Yuge, tremendous spoilers for this issue and ‘Cruel Summer’ overall
Writing about comics on a website makes me want to come across as eloquent; to not just express my thoughts and feelings in blunt ways. But after reading the end of ‘Cruel Summer?’
While there’s a lot of narration, probably too much, explaining what every character is thinking, the punch this finale has can’t be denied. All of the important character threads and arcs that seemed to be forgotten to dry on a wire all tie together.
Awakening from a shotgun hit, Teeg finds that he’s still alive. He just got a chest full of bath salts. Dan Farraday has dragged Jane to his car with the heist money. Unfortunately, this isn’t the strongest opening with the heavily slathered-on narration.
But then we switch to Jane’s perspective, which makes the text blocks necessary. Farraday clearly thinks he’s the “good guy.” A “nice guy” rescuing this poor damsel in distress from the monstrous ogre, Teeg. Is he rescuing her? Well, kind of? I mean, we’ve seen from the very, very beginning how, for a lack of a better term, cruel Teeg can be. He’s not a good man. But in the Brubaker/Phillips world, like the Coen’s, greed and avarice bubble in all.
It reminds me of how Tennessee Williams describes his characters from A Streetcar Named Desire: “There are no good or bad people…some are little better or a little worse, but all are activated more by misunderstanding than malice…nobody sees anybody truly but all through the flaws of their own egos. Vanity, fear, desire, competition—all such distortions within our own egos—condition our vision of those in relation to us.” (I got that quote from the excellent book, The Contender: The Story of Marlon Brando by William J. Mann.)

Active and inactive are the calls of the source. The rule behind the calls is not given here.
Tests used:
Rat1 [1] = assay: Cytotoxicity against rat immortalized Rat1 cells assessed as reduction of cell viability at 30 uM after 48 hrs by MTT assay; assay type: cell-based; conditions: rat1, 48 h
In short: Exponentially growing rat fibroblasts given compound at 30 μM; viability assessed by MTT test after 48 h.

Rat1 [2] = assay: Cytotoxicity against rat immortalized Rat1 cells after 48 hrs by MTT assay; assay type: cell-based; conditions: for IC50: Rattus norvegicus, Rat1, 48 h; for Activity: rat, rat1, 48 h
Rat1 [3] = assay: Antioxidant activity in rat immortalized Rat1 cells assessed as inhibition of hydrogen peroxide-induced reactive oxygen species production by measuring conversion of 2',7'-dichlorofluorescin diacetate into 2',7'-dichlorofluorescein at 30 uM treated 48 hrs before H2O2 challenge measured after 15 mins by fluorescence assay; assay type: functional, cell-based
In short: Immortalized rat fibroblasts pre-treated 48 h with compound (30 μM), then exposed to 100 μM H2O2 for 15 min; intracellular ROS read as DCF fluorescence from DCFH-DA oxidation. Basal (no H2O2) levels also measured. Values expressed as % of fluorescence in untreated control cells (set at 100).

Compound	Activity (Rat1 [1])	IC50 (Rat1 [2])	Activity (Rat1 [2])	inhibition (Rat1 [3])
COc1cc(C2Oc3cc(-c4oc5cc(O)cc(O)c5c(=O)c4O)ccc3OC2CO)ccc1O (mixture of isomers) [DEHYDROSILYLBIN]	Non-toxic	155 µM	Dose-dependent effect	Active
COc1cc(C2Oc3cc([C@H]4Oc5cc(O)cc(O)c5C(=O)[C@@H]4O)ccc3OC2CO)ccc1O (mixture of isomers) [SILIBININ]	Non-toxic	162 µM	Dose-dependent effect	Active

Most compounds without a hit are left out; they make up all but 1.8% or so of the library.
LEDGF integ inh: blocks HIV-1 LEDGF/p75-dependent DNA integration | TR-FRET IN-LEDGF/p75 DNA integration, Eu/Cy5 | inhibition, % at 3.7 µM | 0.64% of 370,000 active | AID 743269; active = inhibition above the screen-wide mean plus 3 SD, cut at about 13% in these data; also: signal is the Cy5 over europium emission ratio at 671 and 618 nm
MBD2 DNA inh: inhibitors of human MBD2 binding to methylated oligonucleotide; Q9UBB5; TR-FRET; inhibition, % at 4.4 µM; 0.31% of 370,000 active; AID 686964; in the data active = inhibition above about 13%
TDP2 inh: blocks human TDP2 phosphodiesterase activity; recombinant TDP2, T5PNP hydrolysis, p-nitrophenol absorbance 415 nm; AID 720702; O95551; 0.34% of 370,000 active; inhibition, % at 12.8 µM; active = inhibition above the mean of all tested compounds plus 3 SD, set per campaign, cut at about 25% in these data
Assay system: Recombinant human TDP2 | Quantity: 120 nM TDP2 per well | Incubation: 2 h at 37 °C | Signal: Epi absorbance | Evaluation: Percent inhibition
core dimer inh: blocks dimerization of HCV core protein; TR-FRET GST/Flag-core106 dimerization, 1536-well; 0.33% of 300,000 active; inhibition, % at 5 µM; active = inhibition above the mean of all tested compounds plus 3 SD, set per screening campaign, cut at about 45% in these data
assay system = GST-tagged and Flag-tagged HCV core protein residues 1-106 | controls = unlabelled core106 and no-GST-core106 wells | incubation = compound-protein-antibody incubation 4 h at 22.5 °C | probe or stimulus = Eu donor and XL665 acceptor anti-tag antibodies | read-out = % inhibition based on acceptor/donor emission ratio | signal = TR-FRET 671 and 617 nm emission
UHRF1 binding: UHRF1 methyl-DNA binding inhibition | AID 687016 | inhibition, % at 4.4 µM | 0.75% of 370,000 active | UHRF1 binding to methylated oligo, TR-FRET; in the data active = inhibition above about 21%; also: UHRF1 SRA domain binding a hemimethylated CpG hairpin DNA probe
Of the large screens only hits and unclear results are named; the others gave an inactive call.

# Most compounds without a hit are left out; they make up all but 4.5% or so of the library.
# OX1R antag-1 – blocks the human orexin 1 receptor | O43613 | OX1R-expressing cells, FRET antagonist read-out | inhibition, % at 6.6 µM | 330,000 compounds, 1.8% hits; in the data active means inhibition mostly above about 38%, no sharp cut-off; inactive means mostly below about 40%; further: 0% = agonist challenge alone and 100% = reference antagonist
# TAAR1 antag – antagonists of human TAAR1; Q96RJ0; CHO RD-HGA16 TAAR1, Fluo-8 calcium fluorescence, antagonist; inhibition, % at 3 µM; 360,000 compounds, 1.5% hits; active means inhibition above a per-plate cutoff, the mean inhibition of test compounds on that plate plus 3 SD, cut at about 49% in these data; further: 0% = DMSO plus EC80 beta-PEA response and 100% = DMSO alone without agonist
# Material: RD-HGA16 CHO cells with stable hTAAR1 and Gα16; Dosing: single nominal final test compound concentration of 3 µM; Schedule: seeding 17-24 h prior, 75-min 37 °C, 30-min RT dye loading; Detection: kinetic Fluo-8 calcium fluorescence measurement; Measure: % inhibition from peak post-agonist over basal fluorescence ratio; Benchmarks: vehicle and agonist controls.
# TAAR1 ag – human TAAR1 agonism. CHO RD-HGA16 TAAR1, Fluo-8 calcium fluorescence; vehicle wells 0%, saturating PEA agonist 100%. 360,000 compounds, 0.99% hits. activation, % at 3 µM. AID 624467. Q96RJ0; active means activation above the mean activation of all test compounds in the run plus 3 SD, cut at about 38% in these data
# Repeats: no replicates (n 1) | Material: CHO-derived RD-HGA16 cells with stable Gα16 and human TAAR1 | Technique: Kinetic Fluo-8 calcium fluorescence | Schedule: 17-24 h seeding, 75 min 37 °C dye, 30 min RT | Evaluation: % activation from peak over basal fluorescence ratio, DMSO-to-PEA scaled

So Jane fights back. Let’s not forget she’s no innocent lamb herself. I even described her as a femme fatale in previous issues. But in this moment, in this finale, she is not the antagonist. The “good guy” is. Does it make logical sense to attack the driver of a car? Hell no. Logic police can complain all they want. But in this moment, we’re right there with Jane. Like Teeg, we’re shaking our fists (crinkling our comics), gripping the seat (or the pages), growling: “GET HIM JANE.”
If that’s not brilliant writing right there that plays with the audience’s empathy and alliances, I don’t know what is. “F*cking men” indeed, Jane.
After a horrible car crash that breaks the samey-same panel layout to great effect (even spending a whole page to homage the end of The Killing)…we settle down in grief with Teeg. And once again, I’m thinking, man, why is there so much narrative text again? Some narration helps cement us in Teeg’s headspace, but this is too much. Where is this going? And then…Ricky feels guilty. And he tells his dad that Jane’s demise was his fault. “And then the world exploded.” To reiterate:
It almost makes me wonder if the text blocks are there to lull us into a false sense of security. We get so occupied reading that we lose track, ever so slightly, of the ramifications of the character’s actions before…bam.
Even Jacob Phillips’ colors are tamer this time around. Well, until they’re not. Again, this choice feels like an intentional one between the whole creative team. Jacob has given us a barrage of blaring, sickening neon and garish colors so when he pulls back, we inwardly sigh in relief—only for him to sucker punch us when we’re not paying attention. Point is, I would pay so much money for a creative commentary edition for every page and panel. Maybe Criminal isn’t quite as dense as I’m theorizing, but I care enough to wonder.
This just goes back to the classic position of artists and consumers. The artist can intend and plan or not plan whatever they want. But once it goes out into the world, like Robert Altman said, it turns into a sandcastle being taken off to sea. And Criminal is worth the extra mental leg-work.
There are certain elements that I could spin into negatives, like the excessive blocks of narrative text or the fact that Jacob Philips’ colors aren’t as bold and beautiful as previous issues. But the story, the characters, and the narrative mis en scene hit me so hard, it put me in major meditative, reflective mode to the point where I wonder if these flaws are actually intentional. Overall, I can’t wait to go back and reread ‘Cruel Summer’ now that its finale has erupted to see how the pieces fit together before Brubaker and the Philips’ glorious tore it all apart.